It is estimated that 170 000 people each year present to hospitals in the UK with self-poisoning [5]. Although mortality in this group is relatively low (0.7%), these patients had more than twice the risk of dying than matched controls in a 23 year follow-up study due to a 17-fold increased suicide risk and a variety of other causes [6]. Contact with the health services at the point of self-poisoning, therefore, not only requires early and appropriate treatment of the overdose, but also represents an opportunity to intervene and reduce the risk of subsequent morbidity and mortality. This must be one of the approaches to achieving the Department of Health (DoH) target of reducing deaths from suicide by 20% by 2010 [7].

In addition to the human cost, there is a substantial financial burden on the health services due to self-poisoning that is spread between emergency departments, acute medical units, critical care facilities, psychiatry and psychology services, social services and primary care.

In order for strategies to be put in place to try to reduce deaths and the substantial costs to health care services, it is vital that we develop our understanding of the patterns of presentation of self poisoning and organize our services appropriately [5]. Furthermore, because suicide is fortunately a relatively rare outcome of DSH, there have been suggestions that national suicide prevention strategies be based on up to date research on non-fatal self harm with high quality follow-up [8].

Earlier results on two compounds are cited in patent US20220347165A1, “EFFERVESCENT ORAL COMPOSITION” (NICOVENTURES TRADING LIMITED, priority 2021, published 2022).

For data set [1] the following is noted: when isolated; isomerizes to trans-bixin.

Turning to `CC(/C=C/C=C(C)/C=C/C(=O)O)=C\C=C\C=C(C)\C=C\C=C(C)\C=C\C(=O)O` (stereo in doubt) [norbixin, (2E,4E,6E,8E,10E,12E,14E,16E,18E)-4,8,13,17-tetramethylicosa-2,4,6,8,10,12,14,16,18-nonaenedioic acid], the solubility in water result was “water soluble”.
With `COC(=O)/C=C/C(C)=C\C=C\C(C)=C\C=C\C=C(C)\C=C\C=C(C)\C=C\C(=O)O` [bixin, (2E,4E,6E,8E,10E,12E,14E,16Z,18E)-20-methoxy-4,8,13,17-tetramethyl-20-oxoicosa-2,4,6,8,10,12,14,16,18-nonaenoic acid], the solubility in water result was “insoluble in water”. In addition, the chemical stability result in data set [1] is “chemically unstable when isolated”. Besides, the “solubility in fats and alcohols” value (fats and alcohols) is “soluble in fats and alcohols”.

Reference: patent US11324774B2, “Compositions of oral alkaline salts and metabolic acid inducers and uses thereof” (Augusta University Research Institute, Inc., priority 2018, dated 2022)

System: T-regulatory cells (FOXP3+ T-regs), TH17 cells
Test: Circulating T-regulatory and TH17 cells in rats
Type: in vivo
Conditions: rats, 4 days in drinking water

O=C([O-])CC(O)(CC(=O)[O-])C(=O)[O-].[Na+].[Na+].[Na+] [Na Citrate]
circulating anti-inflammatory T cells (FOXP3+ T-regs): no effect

The primary aim of this paper was to provide comprehensive, detailed and current data on the demographics, patterns of presentation and management of all episodes of self-poisoning presenting to one of the busiest EDs in the country. In particular we aimed to examine the changes to the patterns of drugs used in overdose, and to provide detailed information on overdoses involving the most commonly ingested drug, paracetamol.